the line bundle
ω := e∗Ω1A/S , (1.4)
where e : S → A is the identity section of the universal elliptic curve A over the moduli stack of elliptic
curves S.
The Brown Representability Theorem gives a means of representing generalized homology theories in
the homotopy category of spectra, i.e. the stabilization of the homotopy theory of spaces. In particular, an
elliptic spectrum is defined to be an evenperiodic ring spectrum E together with an isomorphism of formal
groups
Specπ0ECP∞→ Â (1.5)
where Â is the formal group of an elliptic curve A. Not only do elliptic spectra exist, but there is a sortof
universal elliptic spectrum called the spectrum of “topological modular forms” (or “tmf” for short) which,
though not technically an elliptic spectrum, can be thought of as a sheaf of elliptic spectra over the moduli
stack of Weierstrass forms (which contains the moduli stack of elliptic curves as a dense open subspace).
Given a morphism σ : M → E of ring spectra, the corresponding genus σ∗ : M∗ → E∗ on cohomology
rings is said to be rigid if for any compact, connected Lie group G, the associated Borelequivariant genus
σ∗G : M∗G := M
∗(BG)→ E∗(BG) =: E∗G (1.6)
factors through the map E∗ → E∗(BG) in cohomology induced by the projection BG→ ∗.
It turns out that rigidity is a very restrictive property; for example, rigidity implies strong multiplicativity,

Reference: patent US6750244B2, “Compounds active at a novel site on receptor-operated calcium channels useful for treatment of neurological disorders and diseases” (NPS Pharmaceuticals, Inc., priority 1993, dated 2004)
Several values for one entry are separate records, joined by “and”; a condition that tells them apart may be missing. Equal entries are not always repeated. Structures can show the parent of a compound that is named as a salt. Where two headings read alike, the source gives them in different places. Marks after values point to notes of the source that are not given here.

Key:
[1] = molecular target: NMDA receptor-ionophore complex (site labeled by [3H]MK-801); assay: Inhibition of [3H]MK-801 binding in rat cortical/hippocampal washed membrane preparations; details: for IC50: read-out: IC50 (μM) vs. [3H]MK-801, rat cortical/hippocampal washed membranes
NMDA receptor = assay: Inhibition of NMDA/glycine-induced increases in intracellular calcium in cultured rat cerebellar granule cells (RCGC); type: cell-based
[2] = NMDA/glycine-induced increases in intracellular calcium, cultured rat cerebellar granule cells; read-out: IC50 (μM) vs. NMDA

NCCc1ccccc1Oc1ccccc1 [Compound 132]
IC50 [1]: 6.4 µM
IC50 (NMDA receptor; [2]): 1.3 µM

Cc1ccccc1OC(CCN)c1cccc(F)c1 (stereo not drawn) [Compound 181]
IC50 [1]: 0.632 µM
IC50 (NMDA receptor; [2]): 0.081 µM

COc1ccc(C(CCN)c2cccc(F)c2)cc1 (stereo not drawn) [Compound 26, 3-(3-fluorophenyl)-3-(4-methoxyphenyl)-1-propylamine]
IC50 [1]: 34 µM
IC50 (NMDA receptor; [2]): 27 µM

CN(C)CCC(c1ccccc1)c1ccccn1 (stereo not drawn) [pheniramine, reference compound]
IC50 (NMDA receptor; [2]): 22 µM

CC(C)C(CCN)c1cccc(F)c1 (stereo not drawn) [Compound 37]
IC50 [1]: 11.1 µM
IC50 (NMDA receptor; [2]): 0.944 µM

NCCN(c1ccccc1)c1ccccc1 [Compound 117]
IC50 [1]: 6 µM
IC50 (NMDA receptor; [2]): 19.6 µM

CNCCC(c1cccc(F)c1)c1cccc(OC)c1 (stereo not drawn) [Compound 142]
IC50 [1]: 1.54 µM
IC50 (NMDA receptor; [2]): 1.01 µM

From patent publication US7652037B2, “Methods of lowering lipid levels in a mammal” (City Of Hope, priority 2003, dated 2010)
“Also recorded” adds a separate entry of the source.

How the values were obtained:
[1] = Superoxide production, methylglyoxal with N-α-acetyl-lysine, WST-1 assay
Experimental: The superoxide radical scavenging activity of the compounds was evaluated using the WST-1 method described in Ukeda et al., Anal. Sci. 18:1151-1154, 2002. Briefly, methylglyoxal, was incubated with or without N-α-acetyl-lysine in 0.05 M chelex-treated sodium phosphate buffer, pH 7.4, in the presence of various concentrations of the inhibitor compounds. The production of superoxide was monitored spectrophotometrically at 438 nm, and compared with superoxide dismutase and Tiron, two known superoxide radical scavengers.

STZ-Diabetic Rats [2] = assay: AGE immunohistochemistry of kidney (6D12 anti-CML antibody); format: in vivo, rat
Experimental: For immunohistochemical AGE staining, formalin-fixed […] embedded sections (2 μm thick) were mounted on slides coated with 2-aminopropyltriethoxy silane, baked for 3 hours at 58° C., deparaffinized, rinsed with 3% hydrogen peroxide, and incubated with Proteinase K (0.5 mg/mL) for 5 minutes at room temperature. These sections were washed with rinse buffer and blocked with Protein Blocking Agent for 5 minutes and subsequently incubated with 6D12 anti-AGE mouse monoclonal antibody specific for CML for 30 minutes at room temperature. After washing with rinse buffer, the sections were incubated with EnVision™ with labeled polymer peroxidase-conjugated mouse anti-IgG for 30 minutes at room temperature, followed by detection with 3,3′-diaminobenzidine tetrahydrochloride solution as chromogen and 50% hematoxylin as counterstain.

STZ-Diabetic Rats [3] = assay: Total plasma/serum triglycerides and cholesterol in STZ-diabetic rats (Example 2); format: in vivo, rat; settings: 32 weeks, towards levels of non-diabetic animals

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which is to say that the genus of the total space of a principal fibration with structure group G is equal to
the product of the genus of the base with the genus of the fiber [?]. It has a number of other important
consequences as well.
The following heuristic argument for establishing the rigidity of the Witten genus gives some motivation
for the construction of a stringorientable equivariant elliptic cohomology theory. Suppose there exists a
genuine Gequivariant elliptic cohomology theory EllG. By this we mean an equivariant cohomology theory
with the following features:
(i) EllG is stringorientable, i.e. if V → X is a Stringorientable real (or StringCorientable complex)
Gequivariant vector bundle over a Gspace X, then there is a Thom isomorphism Ell∗G(XV ) ∼= Ell∗G(X+);
(ii) For any Gspace X there is a completion isomorphism Ell∗G(X)bI → Ell∗(XG), where I is the aug